Gornik's marketing philosophy revolved around a strong focus on customer service and satisfaction. Gornik often told new employees that they didn’t want to be the biggest speaker company in the world, just the best, and had three tenets to their business: "Satisfy the customer," "satisfy the customer" and "satisfy the customer." Gornik also made sure that Thiel speakers were assembled in Kentucky.

In 1993, Gornik was named Kentucky/Southern Indiana Region "Entrepreneur of the Year" by Inc. magazine.

While building Thiel's brand and business, Gornik also became increasingly involved in the industry. In 1994, she helped create and served as the first chairperson of the High Performance Audio subdivision of CTA, from 1995-97 she served as chairperson of CTA's Audio Division, in 1998-2006 she served on CTA's executive board, in 2003-04 as chair, in 2007 was chair of its Small Business Council, and from 2010-12 served on its Business Industry Leaders.

Within the high-end audio community, Gornik served on the steering and executive committees of the Academy for the Advancement of High End Audio, a group she helped form to promote high-end audio.

Jim Thiel passed away in 2009. Soon after the company was bought by a private equity firm in 2012, Gornik retired. She serves on the Kentucky State Board of Education, the Education Professionals Standards Board, the Workforce Development Board, and as chairperson of the board for Newton's Attic, a non-profit organization dedicated to STEM education of youth.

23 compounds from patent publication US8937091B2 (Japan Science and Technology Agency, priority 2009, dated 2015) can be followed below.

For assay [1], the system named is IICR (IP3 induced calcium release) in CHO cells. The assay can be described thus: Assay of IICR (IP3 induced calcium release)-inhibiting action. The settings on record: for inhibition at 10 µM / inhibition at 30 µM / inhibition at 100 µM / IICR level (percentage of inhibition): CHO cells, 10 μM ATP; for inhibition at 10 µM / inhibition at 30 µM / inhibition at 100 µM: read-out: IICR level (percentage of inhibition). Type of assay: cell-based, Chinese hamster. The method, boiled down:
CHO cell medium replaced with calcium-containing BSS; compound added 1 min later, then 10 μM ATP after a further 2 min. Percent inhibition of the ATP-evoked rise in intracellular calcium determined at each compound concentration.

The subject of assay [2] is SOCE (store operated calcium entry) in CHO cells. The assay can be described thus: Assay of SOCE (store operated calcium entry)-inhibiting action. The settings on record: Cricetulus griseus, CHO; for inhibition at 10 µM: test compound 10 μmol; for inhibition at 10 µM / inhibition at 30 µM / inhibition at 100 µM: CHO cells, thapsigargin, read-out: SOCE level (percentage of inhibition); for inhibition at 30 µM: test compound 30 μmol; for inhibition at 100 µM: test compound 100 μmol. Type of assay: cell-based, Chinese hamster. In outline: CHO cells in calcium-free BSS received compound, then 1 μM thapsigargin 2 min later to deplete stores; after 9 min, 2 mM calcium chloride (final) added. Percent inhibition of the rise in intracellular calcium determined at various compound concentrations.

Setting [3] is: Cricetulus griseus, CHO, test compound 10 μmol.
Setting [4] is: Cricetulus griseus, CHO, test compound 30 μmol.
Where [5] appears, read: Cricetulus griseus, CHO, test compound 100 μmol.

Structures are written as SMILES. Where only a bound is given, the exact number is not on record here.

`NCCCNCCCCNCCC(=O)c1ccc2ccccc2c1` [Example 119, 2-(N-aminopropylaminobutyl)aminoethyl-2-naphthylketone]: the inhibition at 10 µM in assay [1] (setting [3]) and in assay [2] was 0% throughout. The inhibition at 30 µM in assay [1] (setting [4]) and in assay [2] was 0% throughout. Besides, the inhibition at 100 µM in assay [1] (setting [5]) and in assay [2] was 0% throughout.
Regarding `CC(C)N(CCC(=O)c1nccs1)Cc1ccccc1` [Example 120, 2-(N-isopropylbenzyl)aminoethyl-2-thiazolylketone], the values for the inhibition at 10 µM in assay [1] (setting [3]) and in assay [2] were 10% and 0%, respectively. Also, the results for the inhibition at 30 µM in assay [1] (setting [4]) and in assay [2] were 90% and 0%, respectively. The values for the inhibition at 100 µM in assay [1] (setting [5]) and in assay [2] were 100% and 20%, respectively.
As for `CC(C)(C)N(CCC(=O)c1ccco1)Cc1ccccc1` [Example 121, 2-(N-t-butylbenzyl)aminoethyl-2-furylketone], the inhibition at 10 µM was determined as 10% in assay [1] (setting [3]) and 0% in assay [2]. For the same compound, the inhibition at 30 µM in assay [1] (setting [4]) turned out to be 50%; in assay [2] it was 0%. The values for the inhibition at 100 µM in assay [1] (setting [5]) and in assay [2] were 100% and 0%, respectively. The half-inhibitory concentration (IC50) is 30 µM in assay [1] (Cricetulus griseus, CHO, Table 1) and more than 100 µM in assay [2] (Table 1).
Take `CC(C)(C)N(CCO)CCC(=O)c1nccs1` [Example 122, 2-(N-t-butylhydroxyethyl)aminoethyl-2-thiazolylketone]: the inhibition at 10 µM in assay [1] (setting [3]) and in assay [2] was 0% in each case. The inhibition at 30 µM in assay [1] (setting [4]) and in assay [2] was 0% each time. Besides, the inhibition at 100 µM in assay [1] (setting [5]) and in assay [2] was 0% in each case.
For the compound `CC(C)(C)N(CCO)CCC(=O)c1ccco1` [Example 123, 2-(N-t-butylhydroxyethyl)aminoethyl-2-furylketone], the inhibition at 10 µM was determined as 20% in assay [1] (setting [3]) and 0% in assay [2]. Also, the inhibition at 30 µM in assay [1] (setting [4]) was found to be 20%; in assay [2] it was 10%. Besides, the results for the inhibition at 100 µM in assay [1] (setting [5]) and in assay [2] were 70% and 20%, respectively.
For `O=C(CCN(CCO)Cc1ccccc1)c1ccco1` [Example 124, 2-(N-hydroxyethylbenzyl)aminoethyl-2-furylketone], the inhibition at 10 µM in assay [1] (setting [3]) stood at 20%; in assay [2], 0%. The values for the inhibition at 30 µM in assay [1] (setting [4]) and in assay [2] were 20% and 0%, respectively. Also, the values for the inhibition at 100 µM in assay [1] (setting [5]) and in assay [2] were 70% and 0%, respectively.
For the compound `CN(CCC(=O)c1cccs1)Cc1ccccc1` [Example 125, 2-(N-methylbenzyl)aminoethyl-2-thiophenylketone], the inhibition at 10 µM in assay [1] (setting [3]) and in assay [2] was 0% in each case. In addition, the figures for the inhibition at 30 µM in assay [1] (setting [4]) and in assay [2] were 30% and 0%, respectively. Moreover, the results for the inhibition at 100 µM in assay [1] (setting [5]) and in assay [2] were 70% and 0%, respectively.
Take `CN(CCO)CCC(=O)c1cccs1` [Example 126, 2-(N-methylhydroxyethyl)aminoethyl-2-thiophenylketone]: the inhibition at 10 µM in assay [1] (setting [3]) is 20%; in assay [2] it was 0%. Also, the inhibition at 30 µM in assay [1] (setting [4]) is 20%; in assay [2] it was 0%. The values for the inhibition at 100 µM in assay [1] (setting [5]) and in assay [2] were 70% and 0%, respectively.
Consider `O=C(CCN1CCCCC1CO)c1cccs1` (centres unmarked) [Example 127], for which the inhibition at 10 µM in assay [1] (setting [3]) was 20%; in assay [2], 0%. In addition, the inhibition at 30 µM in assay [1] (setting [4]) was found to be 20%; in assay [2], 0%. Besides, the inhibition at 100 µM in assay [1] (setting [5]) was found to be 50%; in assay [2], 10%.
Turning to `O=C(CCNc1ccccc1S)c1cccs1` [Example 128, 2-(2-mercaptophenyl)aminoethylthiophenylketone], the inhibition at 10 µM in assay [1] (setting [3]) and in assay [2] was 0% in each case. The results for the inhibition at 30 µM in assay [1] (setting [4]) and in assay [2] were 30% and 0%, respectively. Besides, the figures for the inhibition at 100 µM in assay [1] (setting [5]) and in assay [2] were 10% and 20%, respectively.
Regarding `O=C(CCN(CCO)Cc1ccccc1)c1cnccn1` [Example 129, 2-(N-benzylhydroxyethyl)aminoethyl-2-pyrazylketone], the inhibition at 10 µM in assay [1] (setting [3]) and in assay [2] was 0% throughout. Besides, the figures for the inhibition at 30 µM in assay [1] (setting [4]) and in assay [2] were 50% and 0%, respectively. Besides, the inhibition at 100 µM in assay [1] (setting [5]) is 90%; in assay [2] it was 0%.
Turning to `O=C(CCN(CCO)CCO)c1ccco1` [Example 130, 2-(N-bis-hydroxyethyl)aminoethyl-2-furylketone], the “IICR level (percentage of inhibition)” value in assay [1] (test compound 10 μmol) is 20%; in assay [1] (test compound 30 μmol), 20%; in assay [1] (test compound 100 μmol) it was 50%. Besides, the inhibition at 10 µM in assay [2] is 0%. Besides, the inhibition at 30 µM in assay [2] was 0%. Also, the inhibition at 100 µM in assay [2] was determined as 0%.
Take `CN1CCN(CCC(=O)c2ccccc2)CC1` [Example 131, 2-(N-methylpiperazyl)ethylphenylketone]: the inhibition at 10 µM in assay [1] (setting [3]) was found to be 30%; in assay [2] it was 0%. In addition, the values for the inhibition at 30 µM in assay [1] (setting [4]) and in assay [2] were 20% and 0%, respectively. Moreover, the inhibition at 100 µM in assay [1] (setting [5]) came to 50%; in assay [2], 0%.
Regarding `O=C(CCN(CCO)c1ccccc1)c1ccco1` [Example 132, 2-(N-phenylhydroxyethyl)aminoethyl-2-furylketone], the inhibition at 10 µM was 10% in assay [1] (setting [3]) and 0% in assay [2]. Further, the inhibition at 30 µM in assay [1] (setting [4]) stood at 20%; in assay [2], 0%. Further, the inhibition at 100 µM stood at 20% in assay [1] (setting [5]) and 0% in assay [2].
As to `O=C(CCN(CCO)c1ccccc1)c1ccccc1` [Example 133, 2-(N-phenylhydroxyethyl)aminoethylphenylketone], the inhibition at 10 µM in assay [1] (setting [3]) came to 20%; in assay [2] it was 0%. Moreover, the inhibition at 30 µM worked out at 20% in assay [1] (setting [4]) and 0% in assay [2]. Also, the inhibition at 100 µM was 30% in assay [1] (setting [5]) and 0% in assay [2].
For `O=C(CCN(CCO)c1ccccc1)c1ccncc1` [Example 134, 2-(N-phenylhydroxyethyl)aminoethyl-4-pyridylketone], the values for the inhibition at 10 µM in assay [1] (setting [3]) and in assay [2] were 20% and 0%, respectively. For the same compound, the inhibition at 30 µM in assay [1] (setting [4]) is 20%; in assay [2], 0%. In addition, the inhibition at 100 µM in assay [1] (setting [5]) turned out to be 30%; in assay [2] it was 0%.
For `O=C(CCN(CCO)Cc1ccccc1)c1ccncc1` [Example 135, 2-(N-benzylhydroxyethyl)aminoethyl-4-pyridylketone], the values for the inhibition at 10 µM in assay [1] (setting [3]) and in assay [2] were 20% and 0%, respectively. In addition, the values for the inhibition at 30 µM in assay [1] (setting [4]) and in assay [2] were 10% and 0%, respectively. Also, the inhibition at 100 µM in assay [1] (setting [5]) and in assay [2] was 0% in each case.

James Edward "Jim" Thiel, Co-Founder, Thiel Audio

For nearly 40 years, a small company in Lexington, Kentucky, churned out audiophile speakers designed to give its customers goose bumps after hearing them. Its speakers were of such high quality they became the yardstick against which every other speaker was measured, and whose brand name became a by-word for the peak of audio reproduction. The company was Thiel Audio, co-founded by Jim Thiel.

James Edward Thiel was born on September 29, 1947, in Covington, KY, the eldest child of Ralph and Mary Thiel, who met while serving in World War II. Growing up, the young Thiel loved music from an early age, taking piano lessons and playing in a band during high school. Thiel also displayed a keen interest in science, especially electronics. During his school years, he built sound reproduction gear and attempted to build flying machines, reflecting his general love of astronomy and space, especially NASA during the 1960s.

After a brief stint at Thomas More College, Thiel decided to start his own audio equipment business, building custom electronic components for studio and stage applications. Not long after, he decided to make products for sale to consumers. He believed there was more room for improvement in loudspeakers, improvements people could appreciate just on hearing the product – even though he had no professional experience in loudspeaker design.